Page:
The Poet X by Elizabeth Acevedo
One of the most celebrated young adult books of 2018, The Poet X by Elizabeth Acevedo follows Xiomara, a 15-year-old Dominican American girl growing up in Harlem who joins her school’s slam poetry club and finds her passion for — and voice in — poetry. But when her overly religious mother discovers Xiomara’s journal and her romance with a boy in her class, the two women are forced to confront their relationship and complex love for one another.
A Cup of Water Under My Bed by Daisy Hernández
This stunning coming-of-age memoir is not one to miss. Not only is A Cup of Water Under My Bed by Daisy Hernández a collection of lessons that she learned from her Cuban Colombian family — about race, womanhood, money, and love — but an exploration of how she disobeys those very lessons. From coming out as bisexual to questioning what race really means in the larger Latinx diaspora, Hernández weaves a complex, moving story about identity, queerness, history, and community.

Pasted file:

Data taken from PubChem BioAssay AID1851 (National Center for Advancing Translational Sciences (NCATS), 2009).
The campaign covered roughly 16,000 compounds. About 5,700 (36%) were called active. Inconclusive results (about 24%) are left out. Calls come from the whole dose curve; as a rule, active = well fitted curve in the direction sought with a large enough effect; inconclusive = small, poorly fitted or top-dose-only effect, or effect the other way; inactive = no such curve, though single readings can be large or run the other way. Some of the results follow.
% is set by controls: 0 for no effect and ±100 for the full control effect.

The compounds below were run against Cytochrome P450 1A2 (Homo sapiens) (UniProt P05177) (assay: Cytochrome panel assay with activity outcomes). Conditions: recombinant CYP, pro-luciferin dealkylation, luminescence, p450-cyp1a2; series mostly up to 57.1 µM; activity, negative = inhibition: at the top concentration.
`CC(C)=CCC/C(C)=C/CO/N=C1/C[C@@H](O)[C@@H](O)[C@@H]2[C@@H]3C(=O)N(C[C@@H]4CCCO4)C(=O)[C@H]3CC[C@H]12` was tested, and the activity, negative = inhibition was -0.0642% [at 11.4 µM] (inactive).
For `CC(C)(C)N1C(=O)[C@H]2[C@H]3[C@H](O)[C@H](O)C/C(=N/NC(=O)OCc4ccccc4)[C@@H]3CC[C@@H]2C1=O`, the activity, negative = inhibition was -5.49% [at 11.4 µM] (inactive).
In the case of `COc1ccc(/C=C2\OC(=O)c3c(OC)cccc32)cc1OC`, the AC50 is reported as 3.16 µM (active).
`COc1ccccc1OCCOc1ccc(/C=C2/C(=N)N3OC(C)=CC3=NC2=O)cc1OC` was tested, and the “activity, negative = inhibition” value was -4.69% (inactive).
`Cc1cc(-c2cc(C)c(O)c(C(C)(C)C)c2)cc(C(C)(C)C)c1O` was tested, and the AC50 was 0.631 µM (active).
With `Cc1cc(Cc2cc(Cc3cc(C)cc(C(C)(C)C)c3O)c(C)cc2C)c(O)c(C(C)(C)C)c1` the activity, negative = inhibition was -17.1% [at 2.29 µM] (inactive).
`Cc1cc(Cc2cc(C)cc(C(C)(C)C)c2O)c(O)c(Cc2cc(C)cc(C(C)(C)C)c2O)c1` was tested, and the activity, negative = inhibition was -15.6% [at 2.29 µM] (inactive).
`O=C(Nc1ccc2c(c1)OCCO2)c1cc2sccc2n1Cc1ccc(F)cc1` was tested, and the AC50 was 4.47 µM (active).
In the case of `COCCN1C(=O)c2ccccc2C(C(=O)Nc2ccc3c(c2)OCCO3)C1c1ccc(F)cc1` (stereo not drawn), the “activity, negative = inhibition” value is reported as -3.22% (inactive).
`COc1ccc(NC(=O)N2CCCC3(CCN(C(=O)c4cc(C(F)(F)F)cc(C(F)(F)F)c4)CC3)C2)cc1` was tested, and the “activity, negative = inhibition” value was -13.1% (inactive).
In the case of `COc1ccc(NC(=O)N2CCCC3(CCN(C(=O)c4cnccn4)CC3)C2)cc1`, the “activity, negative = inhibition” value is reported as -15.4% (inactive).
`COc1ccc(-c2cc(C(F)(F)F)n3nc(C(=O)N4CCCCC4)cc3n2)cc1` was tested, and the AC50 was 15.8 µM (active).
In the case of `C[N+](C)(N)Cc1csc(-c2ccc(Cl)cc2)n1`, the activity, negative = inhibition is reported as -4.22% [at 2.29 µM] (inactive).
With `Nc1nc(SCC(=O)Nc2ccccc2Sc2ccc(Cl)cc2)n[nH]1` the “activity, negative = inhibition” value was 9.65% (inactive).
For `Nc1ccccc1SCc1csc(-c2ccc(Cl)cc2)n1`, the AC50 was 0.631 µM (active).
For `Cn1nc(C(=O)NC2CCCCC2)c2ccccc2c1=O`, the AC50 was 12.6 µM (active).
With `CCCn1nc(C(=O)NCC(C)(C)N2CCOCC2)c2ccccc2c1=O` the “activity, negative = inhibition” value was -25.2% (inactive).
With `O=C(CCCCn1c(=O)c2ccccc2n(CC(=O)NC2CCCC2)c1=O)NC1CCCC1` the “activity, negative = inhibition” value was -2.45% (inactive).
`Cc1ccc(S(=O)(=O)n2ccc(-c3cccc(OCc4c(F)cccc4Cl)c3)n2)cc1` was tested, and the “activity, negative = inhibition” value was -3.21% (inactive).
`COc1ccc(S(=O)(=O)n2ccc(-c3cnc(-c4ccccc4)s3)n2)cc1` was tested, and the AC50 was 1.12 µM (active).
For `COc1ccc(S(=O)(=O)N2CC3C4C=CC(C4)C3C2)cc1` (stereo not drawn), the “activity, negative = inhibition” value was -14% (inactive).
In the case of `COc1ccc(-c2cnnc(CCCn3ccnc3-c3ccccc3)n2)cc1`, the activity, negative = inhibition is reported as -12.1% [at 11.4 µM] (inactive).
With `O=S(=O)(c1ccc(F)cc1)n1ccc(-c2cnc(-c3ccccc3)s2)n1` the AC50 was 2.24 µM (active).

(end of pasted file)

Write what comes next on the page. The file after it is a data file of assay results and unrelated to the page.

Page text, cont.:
Prayers for the Stolen by Jennifer Clement
The basis for the critically acclaimed Mexican film Noche de Fuego, Prayers for the Stolen by Jennifer Clement is a story about a group of girls struggling to hold on to their childhood innocence and femininity while growing up in Guerrero, Mexico. The state is known for their opium drug trade and trafficking of young girls and women making them that much more vulnerable. We see the world through the eyes of Ladydi, named after Princess Diana, who is forced to cut her hair to disguise herself as a boy and hide in holes whenever drug traders visit their village, but still lives with love for her mother and hope for her future.